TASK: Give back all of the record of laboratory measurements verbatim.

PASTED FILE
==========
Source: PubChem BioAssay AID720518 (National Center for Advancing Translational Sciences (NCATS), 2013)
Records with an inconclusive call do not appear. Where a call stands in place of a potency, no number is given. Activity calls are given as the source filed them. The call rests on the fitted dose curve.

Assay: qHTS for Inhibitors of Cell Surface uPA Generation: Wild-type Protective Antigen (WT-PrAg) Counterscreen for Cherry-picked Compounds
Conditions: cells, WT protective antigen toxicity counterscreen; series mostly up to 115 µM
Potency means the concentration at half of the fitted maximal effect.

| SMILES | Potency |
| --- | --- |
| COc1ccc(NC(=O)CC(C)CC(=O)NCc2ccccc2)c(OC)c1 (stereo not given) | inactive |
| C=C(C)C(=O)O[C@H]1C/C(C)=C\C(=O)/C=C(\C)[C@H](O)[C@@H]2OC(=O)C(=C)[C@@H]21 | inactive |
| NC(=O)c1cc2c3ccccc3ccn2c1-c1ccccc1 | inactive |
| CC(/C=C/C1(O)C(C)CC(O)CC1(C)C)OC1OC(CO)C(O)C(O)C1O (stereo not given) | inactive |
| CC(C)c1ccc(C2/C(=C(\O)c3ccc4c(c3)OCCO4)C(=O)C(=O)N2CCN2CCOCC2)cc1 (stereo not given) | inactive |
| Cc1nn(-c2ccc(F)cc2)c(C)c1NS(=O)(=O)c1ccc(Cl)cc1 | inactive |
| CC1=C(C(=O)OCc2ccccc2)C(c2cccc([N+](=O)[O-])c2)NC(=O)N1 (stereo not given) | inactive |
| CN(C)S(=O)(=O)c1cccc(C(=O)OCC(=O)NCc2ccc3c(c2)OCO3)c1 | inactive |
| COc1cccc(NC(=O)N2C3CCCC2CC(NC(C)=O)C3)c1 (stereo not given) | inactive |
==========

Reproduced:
Source: PubChem BioAssay AID720518 (National Center for Advancing Translational Sciences (NCATS), 2013)
Records with an inconclusive call do not appear. Where a call stands in place of a potency, no number is given. Activity calls are given as the source filed them. The call rests on the fitted dose curve.

Assay: qHTS for Inhibitors of Cell Surface uPA Generation: Wild-type Protective Antigen (WT-PrAg) Counterscreen for Cherry-picked Compounds
Conditions: cells, WT protective antigen toxicity counterscreen; series mostly up to 115 µM
Potency means the concentration at half of the fitted maximal effect.

| SMILES | Potency |
| --- | --- |
| COc1ccc(NC(=O)CC(C)CC(=O)NCc2ccccc2)c(OC)c1 (stereo not given) | inactive |
| C=C(C)C(=O)O[C@H]1C/C(C)=C\C(=O)/C=C(\C)[C@H](O)[C@@H]2OC(=O)C(=C)[C@@H]21 | inactive |
| NC(=O)c1cc2c3ccccc3ccn2c1-c1ccccc1 | inactive |
| CC(/C=C/C1(O)C(C)CC(O)CC1(C)C)OC1OC(CO)C(O)C(O)C1O (stereo not given) | inactive |
| CC(C)c1ccc(C2/C(=C(\O)c3ccc4c(c3)OCCO4)C(=O)C(=O)N2CCN2CCOCC2)cc1 (stereo not given) | inactive |
| Cc1nn(-c2ccc(F)cc2)c(C)c1NS(=O)(=O)c1ccc(Cl)cc1 | inactive |
| CC1=C(C(=O)OCc2ccccc2)C(c2cccc([N+](=O)[O-])c2)NC(=O)N1 (stereo not given) | inactive |
| CN(C)S(=O)(=O)c1cccc(C(=O)OCC(=O)NCc2ccc3c(c2)OCO3)c1 | inactive |
| COc1cccc(NC(=O)N2C3CCCC2CC(NC(C)=O)C3)c1 (stereo not given) | inactive |